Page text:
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Gestational diabetes

Gestational diabetes is a type of diabetes that affects pregnant women, usually during the second or third trimester. Women with gestational diabetes don’t have diabetes before their pregnancy, and after giving birth it usually goes away. In some women diabetes may be diagnosed in the first trimester, and in these cases the condition most likely existed before pregnancy.


Gestational diabetes is usually diagnosed through a blood test at 24–28 weeks into pregnancy.

Women who have had the condition in previous pregnancies may be tested earlier. With good management of gestational diabetes, you can increase your chances of having a healthy pregnancy and baby.

What causes gestational diabetes?

The hormones produced during pregnancy can make it difficult for your body to use insulin properly, putting you at an increased risk of insulin resistance. And, because pregnancy places a heavy demand on the body, some women are less able to produce enough insulin to overcome this resistance. This makes it difficult to use glucose properly for energy, so the glucose remains in the blood and the levels rise, leading to gestational diabetes.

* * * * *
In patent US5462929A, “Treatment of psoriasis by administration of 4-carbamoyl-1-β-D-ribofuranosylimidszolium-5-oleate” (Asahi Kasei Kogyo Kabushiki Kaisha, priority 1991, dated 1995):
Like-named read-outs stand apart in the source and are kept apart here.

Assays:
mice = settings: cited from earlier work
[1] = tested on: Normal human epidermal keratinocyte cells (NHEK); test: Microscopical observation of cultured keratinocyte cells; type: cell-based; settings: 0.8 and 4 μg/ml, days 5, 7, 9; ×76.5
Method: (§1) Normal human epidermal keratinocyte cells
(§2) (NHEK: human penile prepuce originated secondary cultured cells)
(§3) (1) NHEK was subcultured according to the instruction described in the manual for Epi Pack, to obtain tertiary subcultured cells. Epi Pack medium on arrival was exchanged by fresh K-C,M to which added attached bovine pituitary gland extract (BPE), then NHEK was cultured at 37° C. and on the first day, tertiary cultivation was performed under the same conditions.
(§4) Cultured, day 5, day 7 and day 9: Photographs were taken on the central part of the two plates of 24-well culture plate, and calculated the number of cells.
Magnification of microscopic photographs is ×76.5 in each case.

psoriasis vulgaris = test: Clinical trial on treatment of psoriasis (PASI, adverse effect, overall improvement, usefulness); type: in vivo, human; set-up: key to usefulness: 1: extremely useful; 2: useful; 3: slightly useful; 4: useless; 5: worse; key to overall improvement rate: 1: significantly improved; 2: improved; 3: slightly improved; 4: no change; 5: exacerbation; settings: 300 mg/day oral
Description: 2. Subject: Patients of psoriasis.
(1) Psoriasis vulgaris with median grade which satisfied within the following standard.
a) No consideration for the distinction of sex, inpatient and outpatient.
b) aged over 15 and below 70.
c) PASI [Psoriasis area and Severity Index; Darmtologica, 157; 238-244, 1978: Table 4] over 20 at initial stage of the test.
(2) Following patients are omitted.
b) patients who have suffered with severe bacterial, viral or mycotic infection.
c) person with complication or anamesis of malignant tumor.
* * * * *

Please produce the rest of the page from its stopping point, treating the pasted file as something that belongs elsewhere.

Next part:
Who is at risk of gestational diabetes?

Women can significantly reduce their risk of developing gestational diabetes by managing their weight, eating healthily and keeping active.

You are at an increased risk if you:

  • are overweight or obese
  • have had gestational diabetes before
  • have had a very large baby in a previous pregnancy (4.5kg/10lb or over)
  • have a family history of diabetes (parent, brother or sister)
  • are from a South Asian, Black or African Caribbean or Middle Eastern background.

Gestational diabetes checklist

To make sure you get the right care and information, make sure you:

  • understand gestational diabetes and how it is treated
  • ask for a blood glucose meter and agree your individual targets
  • have a Maternity Exemption Certificate or Card, which will entitle you to free prescriptions (ask your GP or diabetes healthcare team)
  • know the members of your healthcare team and what they do to help you
  • ask to see a dietitian to talk about your diet and physical activity
  • know who to call if you need extra support
  • understand how to treat a hypo and a hyper.
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